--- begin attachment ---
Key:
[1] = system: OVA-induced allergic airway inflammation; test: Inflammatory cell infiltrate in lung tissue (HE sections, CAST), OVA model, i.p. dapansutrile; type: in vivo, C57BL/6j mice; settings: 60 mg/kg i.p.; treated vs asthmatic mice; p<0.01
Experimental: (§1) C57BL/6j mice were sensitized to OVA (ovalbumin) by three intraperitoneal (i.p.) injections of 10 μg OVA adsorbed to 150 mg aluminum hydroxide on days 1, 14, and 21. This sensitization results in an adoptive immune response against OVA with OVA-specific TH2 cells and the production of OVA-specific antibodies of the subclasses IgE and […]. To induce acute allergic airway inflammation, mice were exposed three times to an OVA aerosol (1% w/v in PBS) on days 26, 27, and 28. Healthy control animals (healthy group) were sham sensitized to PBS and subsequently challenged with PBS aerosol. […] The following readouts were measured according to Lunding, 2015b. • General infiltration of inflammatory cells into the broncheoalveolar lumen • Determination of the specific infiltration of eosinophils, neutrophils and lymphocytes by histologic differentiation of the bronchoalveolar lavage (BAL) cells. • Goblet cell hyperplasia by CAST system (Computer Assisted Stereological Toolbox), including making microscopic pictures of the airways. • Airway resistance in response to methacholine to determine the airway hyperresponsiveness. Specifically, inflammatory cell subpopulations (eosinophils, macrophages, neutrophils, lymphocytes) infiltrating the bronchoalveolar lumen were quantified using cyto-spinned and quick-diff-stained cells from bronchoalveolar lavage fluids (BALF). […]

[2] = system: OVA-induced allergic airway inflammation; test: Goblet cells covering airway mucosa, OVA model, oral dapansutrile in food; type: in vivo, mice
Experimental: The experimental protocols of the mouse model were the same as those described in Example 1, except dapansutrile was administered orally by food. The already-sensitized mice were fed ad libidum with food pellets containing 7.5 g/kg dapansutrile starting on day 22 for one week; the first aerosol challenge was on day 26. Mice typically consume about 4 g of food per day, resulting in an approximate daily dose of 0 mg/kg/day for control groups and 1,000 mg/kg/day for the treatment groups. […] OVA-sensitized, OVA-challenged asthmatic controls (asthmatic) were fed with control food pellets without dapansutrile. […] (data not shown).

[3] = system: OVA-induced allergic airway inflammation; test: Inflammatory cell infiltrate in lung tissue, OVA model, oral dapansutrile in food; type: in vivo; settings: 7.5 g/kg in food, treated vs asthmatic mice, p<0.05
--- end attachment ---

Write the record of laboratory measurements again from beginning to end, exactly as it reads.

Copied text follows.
Key:
[1] = system: OVA-induced allergic airway inflammation; test: Inflammatory cell infiltrate in lung tissue (HE sections, CAST), OVA model, i.p. dapansutrile; type: in vivo, C57BL/6j mice; settings: 60 mg/kg i.p.; treated vs asthmatic mice; p<0.01
Experimental: (§1) C57BL/6j mice were sensitized to OVA (ovalbumin) by three intraperitoneal (i.p.) injections of 10 μg OVA adsorbed to 150 mg aluminum hydroxide on days 1, 14, and 21. This sensitization results in an adoptive immune response against OVA with OVA-specific TH2 cells and the production of OVA-specific antibodies of the subclasses IgE and […]. To induce acute allergic airway inflammation, mice were exposed three times to an OVA aerosol (1% w/v in PBS) on days 26, 27, and 28. Healthy control animals (healthy group) were sham sensitized to PBS and subsequently challenged with PBS aerosol. […] The following readouts were measured according to Lunding, 2015b. • General infiltration of inflammatory cells into the broncheoalveolar lumen • Determination of the specific infiltration of eosinophils, neutrophils and lymphocytes by histologic differentiation of the bronchoalveolar lavage (BAL) cells. • Goblet cell hyperplasia by CAST system (Computer Assisted Stereological Toolbox), including making microscopic pictures of the airways. • Airway resistance in response to methacholine to determine the airway hyperresponsiveness. Specifically, inflammatory cell subpopulations (eosinophils, macrophages, neutrophils, lymphocytes) infiltrating the bronchoalveolar lumen were quantified using cyto-spinned and quick-diff-stained cells from bronchoalveolar lavage fluids (BALF). […]

[2] = system: OVA-induced allergic airway inflammation; test: Goblet cells covering airway mucosa, OVA model, oral dapansutrile in food; type: in vivo, mice
Experimental: The experimental protocols of the mouse model were the same as those described in Example 1, except dapansutrile was administered orally by food. The already-sensitized mice were fed ad libidum with food pellets containing 7.5 g/kg dapansutrile starting on day 22 for one week; the first aerosol challenge was on day 26. Mice typically consume about 4 g of food per day, resulting in an approximate daily dose of 0 mg/kg/day for control groups and 1,000 mg/kg/day for the treatment groups. […] OVA-sensitized, OVA-challenged asthmatic controls (asthmatic) were fed with control food pellets without dapansutrile. […] (data not shown).

[3] = system: OVA-induced allergic airway inflammation; test: Inflammatory cell infiltrate in lung tissue, OVA model, oral dapansutrile in food; type: in vivo; settings: 7.5 g/kg in food, treated vs asthmatic mice, p<0.05